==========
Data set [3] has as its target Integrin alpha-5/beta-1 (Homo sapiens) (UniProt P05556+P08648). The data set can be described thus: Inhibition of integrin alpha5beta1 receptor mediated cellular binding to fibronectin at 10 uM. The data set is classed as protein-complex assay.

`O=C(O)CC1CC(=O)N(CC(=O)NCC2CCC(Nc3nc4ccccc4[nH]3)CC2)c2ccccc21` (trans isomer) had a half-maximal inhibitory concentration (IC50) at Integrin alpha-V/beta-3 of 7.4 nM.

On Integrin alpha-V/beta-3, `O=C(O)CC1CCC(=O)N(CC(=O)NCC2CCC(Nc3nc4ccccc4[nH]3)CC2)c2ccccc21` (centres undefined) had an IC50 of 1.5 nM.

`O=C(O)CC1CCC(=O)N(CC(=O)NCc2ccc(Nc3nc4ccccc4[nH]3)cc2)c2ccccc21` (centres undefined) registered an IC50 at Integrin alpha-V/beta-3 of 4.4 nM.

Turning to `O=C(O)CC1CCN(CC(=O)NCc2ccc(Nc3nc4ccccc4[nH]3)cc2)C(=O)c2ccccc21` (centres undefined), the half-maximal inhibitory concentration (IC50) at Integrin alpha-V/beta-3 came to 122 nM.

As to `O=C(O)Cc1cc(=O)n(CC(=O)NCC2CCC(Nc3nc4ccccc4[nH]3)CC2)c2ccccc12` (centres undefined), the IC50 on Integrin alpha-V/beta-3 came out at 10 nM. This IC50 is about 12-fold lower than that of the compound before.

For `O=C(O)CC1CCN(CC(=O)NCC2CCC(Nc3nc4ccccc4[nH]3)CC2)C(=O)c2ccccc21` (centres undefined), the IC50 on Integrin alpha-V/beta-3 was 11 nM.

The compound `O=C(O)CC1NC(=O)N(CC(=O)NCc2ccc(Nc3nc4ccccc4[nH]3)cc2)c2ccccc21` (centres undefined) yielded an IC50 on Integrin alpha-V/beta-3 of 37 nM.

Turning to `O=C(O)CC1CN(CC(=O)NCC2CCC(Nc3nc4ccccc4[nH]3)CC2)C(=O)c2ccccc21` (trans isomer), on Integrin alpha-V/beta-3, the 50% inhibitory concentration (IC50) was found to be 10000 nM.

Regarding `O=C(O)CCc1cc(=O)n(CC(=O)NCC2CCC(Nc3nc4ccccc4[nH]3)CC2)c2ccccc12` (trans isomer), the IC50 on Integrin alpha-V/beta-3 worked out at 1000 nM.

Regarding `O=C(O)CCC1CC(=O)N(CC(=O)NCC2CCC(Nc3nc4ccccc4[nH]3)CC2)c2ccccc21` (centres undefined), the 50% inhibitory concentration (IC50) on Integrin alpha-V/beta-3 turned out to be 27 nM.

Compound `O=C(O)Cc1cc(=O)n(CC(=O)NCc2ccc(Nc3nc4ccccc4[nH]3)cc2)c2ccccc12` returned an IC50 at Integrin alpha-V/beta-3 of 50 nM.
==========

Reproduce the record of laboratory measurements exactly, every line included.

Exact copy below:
Data set [3] has as its target Integrin alpha-5/beta-1 (Homo sapiens) (UniProt P05556+P08648). The data set can be described thus: Inhibition of integrin alpha5beta1 receptor mediated cellular binding to fibronectin at 10 uM. The data set is classed as protein-complex assay.

`O=C(O)CC1CC(=O)N(CC(=O)NCC2CCC(Nc3nc4ccccc4[nH]3)CC2)c2ccccc21` (trans isomer) had a half-maximal inhibitory concentration (IC50) at Integrin alpha-V/beta-3 of 7.4 nM.

On Integrin alpha-V/beta-3, `O=C(O)CC1CCC(=O)N(CC(=O)NCC2CCC(Nc3nc4ccccc4[nH]3)CC2)c2ccccc21` (centres undefined) had an IC50 of 1.5 nM.

`O=C(O)CC1CCC(=O)N(CC(=O)NCc2ccc(Nc3nc4ccccc4[nH]3)cc2)c2ccccc21` (centres undefined) registered an IC50 at Integrin alpha-V/beta-3 of 4.4 nM.

Turning to `O=C(O)CC1CCN(CC(=O)NCc2ccc(Nc3nc4ccccc4[nH]3)cc2)C(=O)c2ccccc21` (centres undefined), the half-maximal inhibitory concentration (IC50) at Integrin alpha-V/beta-3 came to 122 nM.

As to `O=C(O)Cc1cc(=O)n(CC(=O)NCC2CCC(Nc3nc4ccccc4[nH]3)CC2)c2ccccc12` (centres undefined), the IC50 on Integrin alpha-V/beta-3 came out at 10 nM. This IC50 is about 12-fold lower than that of the compound before.

For `O=C(O)CC1CCN(CC(=O)NCC2CCC(Nc3nc4ccccc4[nH]3)CC2)C(=O)c2ccccc21` (centres undefined), the IC50 on Integrin alpha-V/beta-3 was 11 nM.

The compound `O=C(O)CC1NC(=O)N(CC(=O)NCc2ccc(Nc3nc4ccccc4[nH]3)cc2)c2ccccc21` (centres undefined) yielded an IC50 on Integrin alpha-V/beta-3 of 37 nM.

Turning to `O=C(O)CC1CN(CC(=O)NCC2CCC(Nc3nc4ccccc4[nH]3)CC2)C(=O)c2ccccc21` (trans isomer), on Integrin alpha-V/beta-3, the 50% inhibitory concentration (IC50) was found to be 10000 nM.

Regarding `O=C(O)CCc1cc(=O)n(CC(=O)NCC2CCC(Nc3nc4ccccc4[nH]3)CC2)c2ccccc12` (trans isomer), the IC50 on Integrin alpha-V/beta-3 worked out at 1000 nM.

Regarding `O=C(O)CCC1CC(=O)N(CC(=O)NCC2CCC(Nc3nc4ccccc4[nH]3)CC2)c2ccccc21` (centres undefined), the 50% inhibitory concentration (IC50) on Integrin alpha-V/beta-3 turned out to be 27 nM.

Compound `O=C(O)Cc1cc(=O)n(CC(=O)NCc2ccc(Nc3nc4ccccc4[nH]3)cc2)c2ccccc12` returned an IC50 at Integrin alpha-V/beta-3 of 50 nM.